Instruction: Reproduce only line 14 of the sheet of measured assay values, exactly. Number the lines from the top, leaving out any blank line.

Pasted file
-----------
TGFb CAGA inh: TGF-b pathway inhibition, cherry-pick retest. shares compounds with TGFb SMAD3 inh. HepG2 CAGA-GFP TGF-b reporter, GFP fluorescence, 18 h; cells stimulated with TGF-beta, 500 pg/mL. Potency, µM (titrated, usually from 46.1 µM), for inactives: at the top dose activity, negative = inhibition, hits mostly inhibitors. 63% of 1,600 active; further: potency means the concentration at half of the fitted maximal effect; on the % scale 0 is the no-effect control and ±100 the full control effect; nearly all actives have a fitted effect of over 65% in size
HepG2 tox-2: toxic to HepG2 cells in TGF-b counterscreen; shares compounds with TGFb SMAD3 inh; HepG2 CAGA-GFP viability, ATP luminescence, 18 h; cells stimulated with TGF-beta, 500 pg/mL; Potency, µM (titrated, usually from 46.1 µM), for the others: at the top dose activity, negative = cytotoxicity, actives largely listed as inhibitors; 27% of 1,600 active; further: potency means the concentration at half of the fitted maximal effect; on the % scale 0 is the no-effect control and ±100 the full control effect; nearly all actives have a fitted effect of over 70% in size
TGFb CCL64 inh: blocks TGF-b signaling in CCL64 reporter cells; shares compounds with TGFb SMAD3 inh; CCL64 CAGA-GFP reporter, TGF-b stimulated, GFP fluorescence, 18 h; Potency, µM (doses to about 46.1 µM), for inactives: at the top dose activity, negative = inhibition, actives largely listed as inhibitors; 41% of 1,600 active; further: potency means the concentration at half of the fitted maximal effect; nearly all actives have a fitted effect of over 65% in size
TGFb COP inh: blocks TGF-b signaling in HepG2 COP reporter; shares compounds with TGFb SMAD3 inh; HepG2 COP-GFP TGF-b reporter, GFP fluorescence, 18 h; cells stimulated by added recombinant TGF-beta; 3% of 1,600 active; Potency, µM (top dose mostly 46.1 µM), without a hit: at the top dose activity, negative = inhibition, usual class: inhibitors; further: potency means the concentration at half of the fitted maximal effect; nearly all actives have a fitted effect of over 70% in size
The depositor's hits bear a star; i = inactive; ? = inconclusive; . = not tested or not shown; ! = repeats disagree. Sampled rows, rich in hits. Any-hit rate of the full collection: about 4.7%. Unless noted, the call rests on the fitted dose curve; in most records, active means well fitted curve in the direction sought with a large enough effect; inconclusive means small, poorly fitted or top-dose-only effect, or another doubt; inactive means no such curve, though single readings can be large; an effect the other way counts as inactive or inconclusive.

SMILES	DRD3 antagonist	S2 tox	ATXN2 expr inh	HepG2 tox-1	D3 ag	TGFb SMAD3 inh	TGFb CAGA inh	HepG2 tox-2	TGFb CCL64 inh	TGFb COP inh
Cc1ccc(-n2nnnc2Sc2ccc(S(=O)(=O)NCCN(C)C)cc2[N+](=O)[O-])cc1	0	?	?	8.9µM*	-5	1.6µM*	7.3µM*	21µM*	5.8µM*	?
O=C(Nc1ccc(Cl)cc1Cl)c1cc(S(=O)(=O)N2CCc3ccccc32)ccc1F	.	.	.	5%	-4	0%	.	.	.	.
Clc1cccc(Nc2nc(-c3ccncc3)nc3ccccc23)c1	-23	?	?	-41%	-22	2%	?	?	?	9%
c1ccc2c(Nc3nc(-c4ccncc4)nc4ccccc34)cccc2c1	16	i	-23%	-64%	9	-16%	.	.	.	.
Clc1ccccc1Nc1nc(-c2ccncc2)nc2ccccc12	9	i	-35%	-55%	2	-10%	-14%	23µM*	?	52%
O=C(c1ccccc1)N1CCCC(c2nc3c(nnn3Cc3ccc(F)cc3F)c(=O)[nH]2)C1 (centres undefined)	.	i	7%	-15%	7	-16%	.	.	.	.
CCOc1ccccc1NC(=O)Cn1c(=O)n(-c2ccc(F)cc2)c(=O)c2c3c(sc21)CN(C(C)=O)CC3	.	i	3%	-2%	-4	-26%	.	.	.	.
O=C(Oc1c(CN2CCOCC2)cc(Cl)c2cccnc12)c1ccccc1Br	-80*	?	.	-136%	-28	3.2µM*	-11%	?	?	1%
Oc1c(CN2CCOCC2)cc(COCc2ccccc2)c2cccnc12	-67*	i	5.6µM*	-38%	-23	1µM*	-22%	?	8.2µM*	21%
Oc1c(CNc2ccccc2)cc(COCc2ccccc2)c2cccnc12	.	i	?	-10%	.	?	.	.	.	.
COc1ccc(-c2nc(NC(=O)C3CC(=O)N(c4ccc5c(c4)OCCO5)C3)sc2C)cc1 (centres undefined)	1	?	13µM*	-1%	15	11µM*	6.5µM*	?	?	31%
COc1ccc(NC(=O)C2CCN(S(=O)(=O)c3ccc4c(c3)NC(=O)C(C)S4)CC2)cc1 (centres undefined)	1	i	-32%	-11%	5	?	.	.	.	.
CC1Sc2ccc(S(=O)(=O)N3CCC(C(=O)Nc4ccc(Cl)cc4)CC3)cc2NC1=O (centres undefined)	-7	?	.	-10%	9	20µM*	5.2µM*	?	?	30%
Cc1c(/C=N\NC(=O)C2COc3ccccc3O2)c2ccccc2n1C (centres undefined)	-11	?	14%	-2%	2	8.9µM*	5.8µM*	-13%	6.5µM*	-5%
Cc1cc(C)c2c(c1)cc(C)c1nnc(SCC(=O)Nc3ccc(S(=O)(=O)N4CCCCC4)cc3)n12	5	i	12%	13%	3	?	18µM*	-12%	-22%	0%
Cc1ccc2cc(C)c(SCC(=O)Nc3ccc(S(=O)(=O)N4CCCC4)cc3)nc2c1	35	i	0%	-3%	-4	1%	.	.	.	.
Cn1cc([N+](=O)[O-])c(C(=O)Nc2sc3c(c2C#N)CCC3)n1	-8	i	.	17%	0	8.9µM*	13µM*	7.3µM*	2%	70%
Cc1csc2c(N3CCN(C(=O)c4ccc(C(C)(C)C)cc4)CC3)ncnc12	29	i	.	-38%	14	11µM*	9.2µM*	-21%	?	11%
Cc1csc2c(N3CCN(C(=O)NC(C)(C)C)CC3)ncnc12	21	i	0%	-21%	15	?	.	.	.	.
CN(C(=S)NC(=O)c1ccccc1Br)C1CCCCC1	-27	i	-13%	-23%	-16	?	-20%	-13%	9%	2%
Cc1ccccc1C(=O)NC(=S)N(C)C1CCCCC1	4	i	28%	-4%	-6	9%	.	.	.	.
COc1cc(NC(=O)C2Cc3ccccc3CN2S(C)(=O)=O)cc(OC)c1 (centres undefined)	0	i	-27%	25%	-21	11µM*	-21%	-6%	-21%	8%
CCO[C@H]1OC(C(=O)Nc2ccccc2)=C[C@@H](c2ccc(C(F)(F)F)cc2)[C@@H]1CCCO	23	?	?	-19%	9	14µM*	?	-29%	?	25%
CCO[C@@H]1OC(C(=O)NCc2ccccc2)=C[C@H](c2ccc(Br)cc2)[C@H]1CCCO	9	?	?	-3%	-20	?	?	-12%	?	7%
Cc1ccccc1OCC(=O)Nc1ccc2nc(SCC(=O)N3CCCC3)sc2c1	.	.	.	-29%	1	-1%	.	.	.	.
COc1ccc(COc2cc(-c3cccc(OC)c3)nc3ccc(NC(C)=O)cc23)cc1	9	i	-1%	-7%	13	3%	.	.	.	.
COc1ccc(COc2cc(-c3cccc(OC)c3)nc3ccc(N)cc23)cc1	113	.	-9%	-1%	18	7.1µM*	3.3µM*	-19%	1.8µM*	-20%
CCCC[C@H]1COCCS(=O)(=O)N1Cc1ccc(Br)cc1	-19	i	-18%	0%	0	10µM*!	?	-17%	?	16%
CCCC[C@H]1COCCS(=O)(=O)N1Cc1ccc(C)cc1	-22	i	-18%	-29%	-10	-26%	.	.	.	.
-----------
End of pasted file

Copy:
O=C(Oc1c(CN2CCOCC2)cc(Cl)c2cccnc12)c1ccccc1Br	-80*	?	.	-136%	-28	3.2µM*	-11%	?	?	1%